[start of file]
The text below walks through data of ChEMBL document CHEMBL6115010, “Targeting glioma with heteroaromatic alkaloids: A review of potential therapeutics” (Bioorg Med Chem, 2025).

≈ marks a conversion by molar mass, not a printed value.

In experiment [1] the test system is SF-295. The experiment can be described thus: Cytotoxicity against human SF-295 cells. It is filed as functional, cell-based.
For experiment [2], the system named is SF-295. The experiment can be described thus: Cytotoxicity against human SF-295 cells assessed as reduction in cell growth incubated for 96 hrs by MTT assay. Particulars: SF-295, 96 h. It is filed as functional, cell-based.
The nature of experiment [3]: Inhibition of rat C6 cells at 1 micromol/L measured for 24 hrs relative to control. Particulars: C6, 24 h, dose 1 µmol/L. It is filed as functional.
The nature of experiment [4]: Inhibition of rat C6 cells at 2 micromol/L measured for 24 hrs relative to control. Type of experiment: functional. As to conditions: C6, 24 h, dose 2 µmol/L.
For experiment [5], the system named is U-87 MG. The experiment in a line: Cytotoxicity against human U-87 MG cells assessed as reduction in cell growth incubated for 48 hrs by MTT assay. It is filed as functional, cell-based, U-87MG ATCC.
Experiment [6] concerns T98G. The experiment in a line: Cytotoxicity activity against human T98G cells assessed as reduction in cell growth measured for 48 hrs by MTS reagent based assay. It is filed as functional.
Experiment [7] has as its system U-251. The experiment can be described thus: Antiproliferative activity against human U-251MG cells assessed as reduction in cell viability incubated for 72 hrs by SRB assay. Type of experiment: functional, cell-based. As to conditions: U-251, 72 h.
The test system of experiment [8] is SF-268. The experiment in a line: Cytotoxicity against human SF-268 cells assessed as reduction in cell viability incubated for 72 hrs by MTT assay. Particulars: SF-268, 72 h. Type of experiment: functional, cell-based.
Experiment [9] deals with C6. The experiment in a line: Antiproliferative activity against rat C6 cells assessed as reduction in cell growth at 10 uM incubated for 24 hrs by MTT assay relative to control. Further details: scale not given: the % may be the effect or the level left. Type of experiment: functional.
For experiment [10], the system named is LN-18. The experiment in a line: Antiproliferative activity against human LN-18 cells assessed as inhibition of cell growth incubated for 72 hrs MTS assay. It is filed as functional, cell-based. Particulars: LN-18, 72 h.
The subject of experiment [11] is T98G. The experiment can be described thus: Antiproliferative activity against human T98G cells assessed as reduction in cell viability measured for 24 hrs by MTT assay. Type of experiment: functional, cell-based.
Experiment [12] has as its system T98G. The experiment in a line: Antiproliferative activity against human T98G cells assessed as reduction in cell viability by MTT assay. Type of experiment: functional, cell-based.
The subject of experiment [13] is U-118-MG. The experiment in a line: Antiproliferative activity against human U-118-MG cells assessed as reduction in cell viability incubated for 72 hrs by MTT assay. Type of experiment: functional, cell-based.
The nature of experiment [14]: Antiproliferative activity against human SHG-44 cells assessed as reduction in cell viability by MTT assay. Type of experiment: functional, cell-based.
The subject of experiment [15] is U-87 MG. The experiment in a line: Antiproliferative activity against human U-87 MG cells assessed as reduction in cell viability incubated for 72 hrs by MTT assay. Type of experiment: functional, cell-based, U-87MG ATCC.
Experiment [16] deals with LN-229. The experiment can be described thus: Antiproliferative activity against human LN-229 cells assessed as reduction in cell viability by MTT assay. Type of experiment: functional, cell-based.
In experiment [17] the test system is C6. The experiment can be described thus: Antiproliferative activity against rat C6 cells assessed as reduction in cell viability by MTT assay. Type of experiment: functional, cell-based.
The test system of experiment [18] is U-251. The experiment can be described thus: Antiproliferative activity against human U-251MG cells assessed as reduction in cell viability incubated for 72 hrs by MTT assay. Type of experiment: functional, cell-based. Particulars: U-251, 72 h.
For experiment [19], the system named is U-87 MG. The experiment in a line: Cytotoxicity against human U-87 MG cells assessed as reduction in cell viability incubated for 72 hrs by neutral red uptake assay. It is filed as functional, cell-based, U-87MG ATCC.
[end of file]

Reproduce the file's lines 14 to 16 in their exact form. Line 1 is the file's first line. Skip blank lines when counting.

Experiment [12] has as its system T98G. The experiment in a line: Antiproliferative activity against human T98G cells assessed as reduction in cell viability by MTT assay. Type of experiment: functional, cell-based.
The subject of experiment [13] is U-118-MG. The experiment in a line: Antiproliferative activity against human U-118-MG cells assessed as reduction in cell viability incubated for 72 hrs by MTT assay. Type of experiment: functional, cell-based.
The nature of experiment [14]: Antiproliferative activity against human SHG-44 cells assessed as reduction in cell viability by MTT assay. Type of experiment: functional, cell-based.